After cutting the 3/4" plywood layers, I screwed 20" piece 2x4's to the bottom of the plywood as tabs that would prevent the platform from bouncing around when the weights are dropped. Then I laid down two 40" 2x12 planks side by side on the first bottom layer of plywood. From there the top piece of plywood is screwed down on the 2x12's.

Building Begins...

The dimensions I decided to go with were 40" lengths with 20" center supports. So the final dimensions were 40"x 24". The Catalyst Athletics boxes were 48" x 24" and the Auburn guy was 40" x 20". I thought the 48" length boxes were unnecessarily long and meant heavier boxes and needing more lumber.

I made all my 2x12 cuts first. Each box had two 40" lengths and four 20" center supports. The next step was putting the frames together. I used the 3" deck screws at first to hold the frames together. It is probably worth noting that I bought "star drive" screws as opposed to phillips head. In my experience phillips head screws strip way too easy. I also pre-drilled all of the holes before screwing the deck srews in and then used liquid nails to help hold things together. I placed two deck screws in the center of each board so the lumber would not twist or go off center later on. After each frame was made using deck screws, I pre-drilled the holes for the lag screws. I decided to go with a lag screw at the top and the bottom of each board as opposed to three. The idea was to cut cost by not having to buy as many .29 cent lag screws, plus I believe the strength of the deck screws plus the lag screws is plenty to withstand the force of weights dropping from overhead. the structure itself once put together is what will take the brunt of the dropped weight.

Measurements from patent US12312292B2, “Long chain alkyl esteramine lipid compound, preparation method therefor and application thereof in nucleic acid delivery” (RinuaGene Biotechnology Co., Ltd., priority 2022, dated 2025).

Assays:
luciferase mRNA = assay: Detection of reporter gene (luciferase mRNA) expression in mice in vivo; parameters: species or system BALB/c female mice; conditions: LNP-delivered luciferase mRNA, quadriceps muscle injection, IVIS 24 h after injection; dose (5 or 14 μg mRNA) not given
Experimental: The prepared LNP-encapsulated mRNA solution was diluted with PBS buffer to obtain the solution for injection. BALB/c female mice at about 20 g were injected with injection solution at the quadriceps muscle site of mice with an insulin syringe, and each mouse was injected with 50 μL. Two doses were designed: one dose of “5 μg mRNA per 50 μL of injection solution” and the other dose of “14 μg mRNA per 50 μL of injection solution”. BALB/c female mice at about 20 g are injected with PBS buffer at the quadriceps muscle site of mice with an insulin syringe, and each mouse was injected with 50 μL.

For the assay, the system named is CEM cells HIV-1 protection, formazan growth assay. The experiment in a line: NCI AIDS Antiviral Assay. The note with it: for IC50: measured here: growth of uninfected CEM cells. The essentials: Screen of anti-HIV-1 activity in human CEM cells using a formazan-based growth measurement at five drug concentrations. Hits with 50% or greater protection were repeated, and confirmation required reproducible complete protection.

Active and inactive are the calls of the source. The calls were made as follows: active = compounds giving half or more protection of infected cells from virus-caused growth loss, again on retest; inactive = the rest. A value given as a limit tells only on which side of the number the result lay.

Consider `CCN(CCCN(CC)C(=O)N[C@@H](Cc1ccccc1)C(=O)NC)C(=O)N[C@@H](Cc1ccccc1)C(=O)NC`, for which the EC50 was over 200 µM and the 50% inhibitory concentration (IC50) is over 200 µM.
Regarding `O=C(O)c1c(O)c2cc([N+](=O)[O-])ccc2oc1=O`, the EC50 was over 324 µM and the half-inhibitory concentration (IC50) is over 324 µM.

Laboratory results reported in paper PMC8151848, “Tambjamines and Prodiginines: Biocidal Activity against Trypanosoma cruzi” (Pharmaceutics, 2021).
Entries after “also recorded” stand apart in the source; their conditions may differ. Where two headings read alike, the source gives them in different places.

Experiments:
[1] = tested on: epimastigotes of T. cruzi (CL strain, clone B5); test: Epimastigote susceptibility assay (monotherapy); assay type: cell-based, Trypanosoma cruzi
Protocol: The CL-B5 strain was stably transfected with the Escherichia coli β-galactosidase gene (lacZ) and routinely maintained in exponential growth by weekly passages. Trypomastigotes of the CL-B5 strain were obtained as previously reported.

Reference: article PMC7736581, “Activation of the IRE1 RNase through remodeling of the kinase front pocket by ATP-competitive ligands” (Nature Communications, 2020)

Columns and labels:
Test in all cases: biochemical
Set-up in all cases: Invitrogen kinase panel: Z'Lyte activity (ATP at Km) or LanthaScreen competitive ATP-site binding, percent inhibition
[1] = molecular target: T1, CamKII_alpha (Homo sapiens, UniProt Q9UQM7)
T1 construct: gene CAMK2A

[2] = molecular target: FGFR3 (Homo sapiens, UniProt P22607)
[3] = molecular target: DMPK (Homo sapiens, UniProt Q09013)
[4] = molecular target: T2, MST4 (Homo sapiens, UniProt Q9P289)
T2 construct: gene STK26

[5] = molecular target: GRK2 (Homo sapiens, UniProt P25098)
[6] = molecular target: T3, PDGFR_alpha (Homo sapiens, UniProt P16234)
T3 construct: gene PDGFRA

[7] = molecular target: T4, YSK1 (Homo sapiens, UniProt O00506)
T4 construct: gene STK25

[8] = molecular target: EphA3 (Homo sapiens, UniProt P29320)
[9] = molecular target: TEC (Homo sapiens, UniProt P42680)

The next step was the center support pieces. I marked 13" from each side of the box, drew a line and place the 20" 2x12 piece on the inside of the line. From there it was just making sure I was consistent with my measurements to ensure each box and all its supports would line up precisely on top of each box.

Next I used the 2x4 lumber to make the tabs so the boxes stay on top of each other. I centered them inside the boxes so i would have a little wiggle room when placing them on top of each other. Each tab sticks up an inch from the box.

These tabs are what I ended up having to shave a little with a hand planer. My poor measuring skills or slightly off lumber caused this (probably my poor carpentry skills). In the end they ended up stacking just fine on top of each other.


This project does require the use of some basic tools that most people will already have...

  • Circular saw
  • Electric powered drill
  • Tape measure
  • T square
  • Saw horses